Whitmore, the odds-on favorite, took his time getting going in Saturday's $400,000 Grade III Count Fleet Handicap at Oaklawn Park, then dusted eight rivals, charging down the stretch to win by 3 3/4 lengths. Apprehender rallied from far back to take second at a big price and Holy Boss, who contested the pace, settled for third, a head farther back. Chief Cicatriz, who got his start in New Mexico, made the early going and finished just another head back in fourth. Whitmore, a 4-year-old Pleasantly Perfect gelding, ran 6 furlongs on a fast track in 1:08.35 with Ricardo Santana Jr. in the irons. He was sent sprinting after finishing 19th in last year's Kentucky Derby and since then is undefeated in four starts. "I think he's still learning this new game, but he likes it a lot. It's easy on him," said winning trainer Ron Moquette. "Someone asked me earlier, 'How did you teach him to sprint?' I said, 'That's not the training feat. The training feat was getting him to be third in the Arkansas Derby and second in the Rebel.' He's always wanted to do this." Moquette said he will look at the Grade II Churchill Downs on Derby Day as an early step toward the Breeders' Cup Sprint.
Lord Simba pressed the pace in Saturday's $100,000 Grade III Los Angeles Stakes at Santa Anita, took the lead passing the quarter pole and edged away to win by 2 1/2 lengths. Eastwood, Grazen Sky and the early leader, Kentuckian, completed the order of finish. Lord Simba, a 4-year-old colt by Discreet Cat, ran 6 furlongs on a fast track in 1:08.74. Martin Garcia had the mount for trainer Bob Baffert. He was fresh off his maiden win last month. "He's been training really well and I knew this race was coming up light with no heavy hitters so I didn't think I needed to wait for an allowance race," Baffert said. "With the way he was training we wanted to take a shot and it looks like it was the right choice."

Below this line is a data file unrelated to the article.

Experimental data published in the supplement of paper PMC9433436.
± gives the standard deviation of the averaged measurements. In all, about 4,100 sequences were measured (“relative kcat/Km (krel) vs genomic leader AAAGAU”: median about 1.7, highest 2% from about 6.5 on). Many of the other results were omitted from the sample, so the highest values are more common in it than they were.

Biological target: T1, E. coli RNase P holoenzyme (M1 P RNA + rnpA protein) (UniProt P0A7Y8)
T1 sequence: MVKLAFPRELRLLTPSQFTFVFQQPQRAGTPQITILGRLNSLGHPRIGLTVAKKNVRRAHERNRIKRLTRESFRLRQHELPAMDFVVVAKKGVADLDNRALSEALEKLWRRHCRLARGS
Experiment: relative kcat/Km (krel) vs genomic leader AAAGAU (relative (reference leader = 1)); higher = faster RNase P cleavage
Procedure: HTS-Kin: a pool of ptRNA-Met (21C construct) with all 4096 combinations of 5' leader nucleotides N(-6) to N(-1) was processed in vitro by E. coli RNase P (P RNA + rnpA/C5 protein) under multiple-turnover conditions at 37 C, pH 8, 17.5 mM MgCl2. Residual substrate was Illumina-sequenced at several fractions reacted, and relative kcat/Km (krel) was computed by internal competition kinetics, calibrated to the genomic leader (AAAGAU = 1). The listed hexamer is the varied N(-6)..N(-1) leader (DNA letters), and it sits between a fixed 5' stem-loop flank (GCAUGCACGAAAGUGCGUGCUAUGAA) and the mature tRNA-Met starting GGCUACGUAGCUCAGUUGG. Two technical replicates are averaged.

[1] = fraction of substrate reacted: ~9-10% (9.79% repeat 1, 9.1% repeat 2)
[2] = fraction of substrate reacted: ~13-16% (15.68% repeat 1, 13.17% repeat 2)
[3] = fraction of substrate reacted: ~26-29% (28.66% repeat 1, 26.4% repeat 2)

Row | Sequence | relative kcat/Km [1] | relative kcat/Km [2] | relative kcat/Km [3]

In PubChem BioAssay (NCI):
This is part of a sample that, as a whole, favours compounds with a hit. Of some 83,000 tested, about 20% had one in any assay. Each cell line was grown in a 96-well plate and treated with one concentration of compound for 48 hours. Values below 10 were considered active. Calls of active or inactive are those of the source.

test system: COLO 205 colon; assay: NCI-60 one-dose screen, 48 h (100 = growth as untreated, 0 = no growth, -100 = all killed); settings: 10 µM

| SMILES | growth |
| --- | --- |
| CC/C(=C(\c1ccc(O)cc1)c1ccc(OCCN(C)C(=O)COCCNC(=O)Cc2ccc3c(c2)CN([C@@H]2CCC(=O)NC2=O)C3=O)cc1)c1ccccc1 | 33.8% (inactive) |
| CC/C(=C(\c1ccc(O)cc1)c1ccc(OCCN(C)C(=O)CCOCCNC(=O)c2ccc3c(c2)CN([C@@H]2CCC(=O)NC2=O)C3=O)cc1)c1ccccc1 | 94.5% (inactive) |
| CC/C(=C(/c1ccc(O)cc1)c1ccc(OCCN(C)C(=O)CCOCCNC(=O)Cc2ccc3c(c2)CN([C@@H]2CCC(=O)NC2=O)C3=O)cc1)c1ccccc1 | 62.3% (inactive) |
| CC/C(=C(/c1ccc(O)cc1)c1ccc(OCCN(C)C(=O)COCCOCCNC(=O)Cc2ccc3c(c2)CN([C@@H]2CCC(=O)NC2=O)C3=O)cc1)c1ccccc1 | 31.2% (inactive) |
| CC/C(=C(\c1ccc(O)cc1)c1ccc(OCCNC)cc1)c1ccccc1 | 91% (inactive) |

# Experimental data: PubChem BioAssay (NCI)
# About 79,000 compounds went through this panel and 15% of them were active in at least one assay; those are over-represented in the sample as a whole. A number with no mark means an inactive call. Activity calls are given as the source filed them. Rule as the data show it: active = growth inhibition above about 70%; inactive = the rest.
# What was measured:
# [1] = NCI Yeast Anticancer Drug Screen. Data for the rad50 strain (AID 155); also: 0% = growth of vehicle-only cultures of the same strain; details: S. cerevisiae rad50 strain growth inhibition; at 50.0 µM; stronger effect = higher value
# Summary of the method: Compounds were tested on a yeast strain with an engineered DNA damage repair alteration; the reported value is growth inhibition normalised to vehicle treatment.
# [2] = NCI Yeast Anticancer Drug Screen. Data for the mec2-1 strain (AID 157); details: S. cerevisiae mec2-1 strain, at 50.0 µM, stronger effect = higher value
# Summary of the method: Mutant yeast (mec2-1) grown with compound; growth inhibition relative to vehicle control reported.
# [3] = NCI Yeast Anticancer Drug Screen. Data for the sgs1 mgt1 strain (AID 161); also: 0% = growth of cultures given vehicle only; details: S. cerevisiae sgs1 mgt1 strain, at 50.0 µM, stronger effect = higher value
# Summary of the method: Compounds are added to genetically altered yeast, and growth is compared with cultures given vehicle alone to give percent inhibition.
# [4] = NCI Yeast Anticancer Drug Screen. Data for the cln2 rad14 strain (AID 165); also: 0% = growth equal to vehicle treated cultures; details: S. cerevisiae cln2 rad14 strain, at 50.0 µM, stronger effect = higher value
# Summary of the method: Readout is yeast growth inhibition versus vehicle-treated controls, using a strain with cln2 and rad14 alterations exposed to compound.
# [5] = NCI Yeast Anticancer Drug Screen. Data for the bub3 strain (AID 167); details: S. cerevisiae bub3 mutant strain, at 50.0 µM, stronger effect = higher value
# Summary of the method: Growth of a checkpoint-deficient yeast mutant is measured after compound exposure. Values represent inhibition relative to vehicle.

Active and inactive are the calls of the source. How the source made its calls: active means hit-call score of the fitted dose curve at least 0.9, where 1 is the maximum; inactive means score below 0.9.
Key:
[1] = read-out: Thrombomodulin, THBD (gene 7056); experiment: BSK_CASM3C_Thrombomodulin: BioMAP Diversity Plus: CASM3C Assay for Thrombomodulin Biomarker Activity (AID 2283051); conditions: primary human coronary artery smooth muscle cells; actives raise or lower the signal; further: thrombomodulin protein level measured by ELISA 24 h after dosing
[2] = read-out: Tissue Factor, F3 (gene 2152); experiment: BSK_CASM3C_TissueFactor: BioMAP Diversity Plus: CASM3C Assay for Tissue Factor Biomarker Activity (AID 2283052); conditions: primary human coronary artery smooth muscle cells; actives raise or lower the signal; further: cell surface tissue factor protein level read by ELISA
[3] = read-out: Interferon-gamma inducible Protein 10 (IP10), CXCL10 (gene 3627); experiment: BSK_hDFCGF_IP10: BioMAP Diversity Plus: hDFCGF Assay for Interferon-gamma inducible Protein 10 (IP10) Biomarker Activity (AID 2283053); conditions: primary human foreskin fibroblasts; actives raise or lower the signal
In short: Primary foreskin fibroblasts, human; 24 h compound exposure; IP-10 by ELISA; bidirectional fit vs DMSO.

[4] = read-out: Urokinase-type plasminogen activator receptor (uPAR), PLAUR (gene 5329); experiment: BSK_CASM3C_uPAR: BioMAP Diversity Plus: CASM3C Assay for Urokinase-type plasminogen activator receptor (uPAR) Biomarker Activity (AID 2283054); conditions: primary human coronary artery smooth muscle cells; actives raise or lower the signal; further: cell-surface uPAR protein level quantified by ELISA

Pink Lloyd stalked the pace in Saturday's $100,000 (Canadian) Jacques Cartier on the Woodbine all-weather, edged to the lead when asked by jockey Eurico da Silva and held on to win by 3/4 length over Commute. Copperplate was third. Pink Lloyd, a 5-year-old Old Forester gelding, ran 6 furlongs in 1:08.62, less than 1/2 second off the track record.
Inside Straight, jumping way up in class, tracked the pace in Saturday's $750,000 Grade II Oaklawn Handicap, worked his way out of traffic and took charge in the stretch, drawing off to win by 2 lengths over Domain's Rap. The favorite, Santa Anita Handicap runner-up Midnight Storm, led most of the way but faded in the final sixteenth, finishing third. Inside Straight, a 4-year-old Super Saver gelding, got 9 furlongs in 1:48.40 with Geovanni Franco riding. He had been knocking heads with Domain's Rap and others on the local circuit throughout the Hot Springs season, most recently in optional claimers. "This horse has just been getting better and better, training better, working better," said trainer Robertino Diodoro. "He's a horse that just made the step to the next level, and he proved it today." Diodoro said he does not have firm plans for the New York-bred other than taking him to Belmont. "He's had kind of a rough campaign," the trainer added.